When the Lily camera drone was announced in May 2015 it garnered a lot of attention for being one of the first drones capable of flying itself and tracking a user while capturing video footage for up to 20 minutes. As a consequence the company managed to secure $15 million in investment and an additional $34 million in pre-orders.

However, today the founders of Lily have announced in a letter and email to customers that the start-up is shutting down operations because it failed to raise additional funding to start production of its drone. The founders promise to reimburse all pre-order customers within the next 60 days.

"We have been racing against a clock of ever-diminishing funds," wrote the company's co-founders, Henry Bradlow and Antoine Balaresque. "Over the past few months, we have tried to secure financing in order to unlock our manufacturing line and ship our first units - but have been unable to do this. As a result, we are deeply saddened to say that we are planning to wind down the company and offer refunds to customers."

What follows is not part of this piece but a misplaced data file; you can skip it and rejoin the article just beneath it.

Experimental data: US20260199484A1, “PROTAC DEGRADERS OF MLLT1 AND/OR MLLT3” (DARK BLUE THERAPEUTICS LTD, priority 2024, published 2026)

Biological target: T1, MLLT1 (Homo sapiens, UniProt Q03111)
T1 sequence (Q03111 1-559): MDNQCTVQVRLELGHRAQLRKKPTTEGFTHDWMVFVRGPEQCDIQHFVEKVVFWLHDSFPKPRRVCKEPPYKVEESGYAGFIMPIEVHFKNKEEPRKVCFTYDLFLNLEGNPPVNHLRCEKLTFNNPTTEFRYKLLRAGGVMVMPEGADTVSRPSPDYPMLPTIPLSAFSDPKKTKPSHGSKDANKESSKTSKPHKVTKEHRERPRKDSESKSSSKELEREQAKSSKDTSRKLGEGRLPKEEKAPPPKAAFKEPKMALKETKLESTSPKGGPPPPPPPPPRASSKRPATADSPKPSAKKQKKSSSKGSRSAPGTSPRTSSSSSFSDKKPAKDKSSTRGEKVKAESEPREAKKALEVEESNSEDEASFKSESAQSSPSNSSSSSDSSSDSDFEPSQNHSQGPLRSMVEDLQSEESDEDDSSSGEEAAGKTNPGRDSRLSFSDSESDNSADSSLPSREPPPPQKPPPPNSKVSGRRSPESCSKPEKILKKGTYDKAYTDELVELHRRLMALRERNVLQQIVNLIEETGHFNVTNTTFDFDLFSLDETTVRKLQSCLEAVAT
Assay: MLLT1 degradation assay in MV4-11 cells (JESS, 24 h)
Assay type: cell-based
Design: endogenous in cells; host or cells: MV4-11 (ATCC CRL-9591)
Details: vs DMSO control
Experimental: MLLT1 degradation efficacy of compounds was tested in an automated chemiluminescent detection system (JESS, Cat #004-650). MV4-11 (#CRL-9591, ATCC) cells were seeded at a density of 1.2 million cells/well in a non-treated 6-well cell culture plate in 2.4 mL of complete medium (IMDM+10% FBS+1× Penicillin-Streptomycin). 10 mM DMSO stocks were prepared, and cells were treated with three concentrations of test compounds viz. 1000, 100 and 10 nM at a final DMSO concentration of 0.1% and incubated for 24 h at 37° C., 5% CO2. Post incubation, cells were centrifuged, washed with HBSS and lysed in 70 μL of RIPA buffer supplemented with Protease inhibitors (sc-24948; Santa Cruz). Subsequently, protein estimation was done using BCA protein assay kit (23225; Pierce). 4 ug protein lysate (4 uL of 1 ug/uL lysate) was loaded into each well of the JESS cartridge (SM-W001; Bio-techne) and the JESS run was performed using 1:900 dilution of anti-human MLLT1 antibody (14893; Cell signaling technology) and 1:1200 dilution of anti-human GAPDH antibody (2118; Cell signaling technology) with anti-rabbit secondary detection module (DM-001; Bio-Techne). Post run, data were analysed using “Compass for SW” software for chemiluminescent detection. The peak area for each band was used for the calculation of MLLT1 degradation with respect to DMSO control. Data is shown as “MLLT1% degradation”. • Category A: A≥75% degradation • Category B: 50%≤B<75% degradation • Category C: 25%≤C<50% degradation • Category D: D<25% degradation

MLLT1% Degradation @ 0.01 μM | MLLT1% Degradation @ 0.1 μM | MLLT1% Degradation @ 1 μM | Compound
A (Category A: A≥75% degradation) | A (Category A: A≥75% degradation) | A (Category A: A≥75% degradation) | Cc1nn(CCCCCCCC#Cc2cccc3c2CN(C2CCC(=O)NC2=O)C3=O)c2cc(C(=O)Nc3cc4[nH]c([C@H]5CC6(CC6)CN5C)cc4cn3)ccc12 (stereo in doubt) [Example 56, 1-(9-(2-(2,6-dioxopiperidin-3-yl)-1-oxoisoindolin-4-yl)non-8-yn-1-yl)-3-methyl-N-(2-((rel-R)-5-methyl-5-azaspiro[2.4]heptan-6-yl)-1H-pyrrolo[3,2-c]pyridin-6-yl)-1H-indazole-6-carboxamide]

The Lily drone was launched with a pre-order price tag of $499 and scheduled to ship in February 2016. Shipping was later delayed until summer and then again to early 2017. In the same time frame tracking drones from DJI, Zero Zero Robotics and Yuneec have all been brought to market successfully.